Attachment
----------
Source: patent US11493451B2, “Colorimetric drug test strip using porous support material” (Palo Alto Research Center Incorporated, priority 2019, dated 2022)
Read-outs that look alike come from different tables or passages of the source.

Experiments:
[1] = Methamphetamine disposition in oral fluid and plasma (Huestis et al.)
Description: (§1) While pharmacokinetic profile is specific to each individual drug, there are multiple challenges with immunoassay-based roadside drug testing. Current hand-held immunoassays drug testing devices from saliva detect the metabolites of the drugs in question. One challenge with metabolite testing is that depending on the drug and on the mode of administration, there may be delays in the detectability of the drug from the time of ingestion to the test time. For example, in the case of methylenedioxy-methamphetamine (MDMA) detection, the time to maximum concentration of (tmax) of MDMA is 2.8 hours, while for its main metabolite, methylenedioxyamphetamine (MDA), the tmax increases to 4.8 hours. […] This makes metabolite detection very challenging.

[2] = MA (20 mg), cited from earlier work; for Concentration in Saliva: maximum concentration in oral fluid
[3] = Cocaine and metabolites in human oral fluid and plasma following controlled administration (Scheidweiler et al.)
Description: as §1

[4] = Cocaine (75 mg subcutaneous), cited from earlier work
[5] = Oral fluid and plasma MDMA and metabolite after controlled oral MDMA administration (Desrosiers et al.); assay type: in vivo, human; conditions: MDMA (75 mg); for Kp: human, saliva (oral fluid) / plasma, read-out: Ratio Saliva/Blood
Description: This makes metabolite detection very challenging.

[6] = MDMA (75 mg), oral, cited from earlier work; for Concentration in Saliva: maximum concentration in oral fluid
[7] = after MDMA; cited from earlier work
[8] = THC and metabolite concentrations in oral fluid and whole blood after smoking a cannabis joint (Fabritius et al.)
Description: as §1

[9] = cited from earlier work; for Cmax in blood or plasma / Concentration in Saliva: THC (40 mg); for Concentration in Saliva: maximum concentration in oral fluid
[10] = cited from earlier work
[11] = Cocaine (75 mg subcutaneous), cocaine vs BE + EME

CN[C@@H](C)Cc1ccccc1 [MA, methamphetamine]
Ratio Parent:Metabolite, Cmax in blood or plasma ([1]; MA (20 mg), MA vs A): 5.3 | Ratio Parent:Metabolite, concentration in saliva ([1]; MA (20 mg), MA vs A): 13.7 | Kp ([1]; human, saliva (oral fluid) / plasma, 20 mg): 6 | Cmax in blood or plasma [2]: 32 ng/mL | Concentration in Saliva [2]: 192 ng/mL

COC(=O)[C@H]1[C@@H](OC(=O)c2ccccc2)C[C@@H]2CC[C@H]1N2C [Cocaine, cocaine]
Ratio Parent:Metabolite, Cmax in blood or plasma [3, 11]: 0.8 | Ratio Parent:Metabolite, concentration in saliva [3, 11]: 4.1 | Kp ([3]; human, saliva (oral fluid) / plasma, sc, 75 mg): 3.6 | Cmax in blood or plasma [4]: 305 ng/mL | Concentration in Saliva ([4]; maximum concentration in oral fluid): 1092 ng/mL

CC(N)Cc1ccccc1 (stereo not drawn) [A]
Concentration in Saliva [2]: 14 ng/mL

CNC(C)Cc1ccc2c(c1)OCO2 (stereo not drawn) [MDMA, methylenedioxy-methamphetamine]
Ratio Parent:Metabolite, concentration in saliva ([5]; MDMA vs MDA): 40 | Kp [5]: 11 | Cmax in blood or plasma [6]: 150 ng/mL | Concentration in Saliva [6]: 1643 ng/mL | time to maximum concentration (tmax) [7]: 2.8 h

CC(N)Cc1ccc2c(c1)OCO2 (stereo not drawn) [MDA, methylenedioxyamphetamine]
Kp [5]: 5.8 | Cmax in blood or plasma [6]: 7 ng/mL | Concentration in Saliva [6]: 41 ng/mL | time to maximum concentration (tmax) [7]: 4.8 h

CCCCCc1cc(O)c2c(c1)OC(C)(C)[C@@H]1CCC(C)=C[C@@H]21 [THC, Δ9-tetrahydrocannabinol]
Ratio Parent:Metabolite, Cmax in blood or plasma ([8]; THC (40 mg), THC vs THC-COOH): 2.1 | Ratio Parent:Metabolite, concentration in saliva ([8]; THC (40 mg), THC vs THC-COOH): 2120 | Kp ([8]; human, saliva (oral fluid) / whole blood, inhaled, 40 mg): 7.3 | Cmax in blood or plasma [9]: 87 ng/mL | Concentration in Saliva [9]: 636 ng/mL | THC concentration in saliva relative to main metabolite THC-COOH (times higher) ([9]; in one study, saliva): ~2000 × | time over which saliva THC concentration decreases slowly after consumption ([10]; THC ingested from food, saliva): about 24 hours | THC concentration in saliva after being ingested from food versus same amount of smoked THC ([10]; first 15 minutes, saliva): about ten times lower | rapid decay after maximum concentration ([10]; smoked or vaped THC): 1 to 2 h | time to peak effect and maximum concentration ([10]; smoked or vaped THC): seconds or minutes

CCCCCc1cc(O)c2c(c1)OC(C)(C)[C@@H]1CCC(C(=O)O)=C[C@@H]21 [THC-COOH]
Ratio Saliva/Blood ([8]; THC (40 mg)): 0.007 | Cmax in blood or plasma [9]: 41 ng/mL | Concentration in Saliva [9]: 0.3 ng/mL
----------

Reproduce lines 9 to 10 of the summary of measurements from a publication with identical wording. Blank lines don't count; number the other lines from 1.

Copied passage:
[4] = Cocaine (75 mg subcutaneous), cited from earlier work
[5] = Oral fluid and plasma MDMA and metabolite after controlled oral MDMA administration (Desrosiers et al.); assay type: in vivo, human; conditions: MDMA (75 mg); for Kp: human, saliva (oral fluid) / plasma, read-out: Ratio Saliva/Blood